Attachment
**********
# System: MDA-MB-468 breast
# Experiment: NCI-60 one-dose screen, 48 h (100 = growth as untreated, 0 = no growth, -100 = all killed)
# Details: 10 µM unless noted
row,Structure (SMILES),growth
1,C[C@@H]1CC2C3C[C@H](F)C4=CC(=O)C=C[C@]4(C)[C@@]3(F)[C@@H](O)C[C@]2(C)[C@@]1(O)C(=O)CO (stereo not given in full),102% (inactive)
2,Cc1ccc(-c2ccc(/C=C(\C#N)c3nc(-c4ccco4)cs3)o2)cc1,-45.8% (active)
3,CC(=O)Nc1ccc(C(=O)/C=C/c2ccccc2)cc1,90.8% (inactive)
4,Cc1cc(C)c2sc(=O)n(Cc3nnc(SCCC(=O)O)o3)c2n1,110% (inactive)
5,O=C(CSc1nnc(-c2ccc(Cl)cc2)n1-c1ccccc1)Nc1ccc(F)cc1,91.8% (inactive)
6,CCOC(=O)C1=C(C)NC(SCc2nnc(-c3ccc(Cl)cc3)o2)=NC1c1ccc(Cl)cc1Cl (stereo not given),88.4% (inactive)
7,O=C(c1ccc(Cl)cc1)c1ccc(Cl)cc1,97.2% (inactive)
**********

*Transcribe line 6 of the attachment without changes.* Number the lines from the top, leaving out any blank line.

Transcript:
2,Cc1ccc(-c2ccc(/C=C(\C#N)c3nc(-c4ccco4)cs3)o2)cc1,-45.8% (active)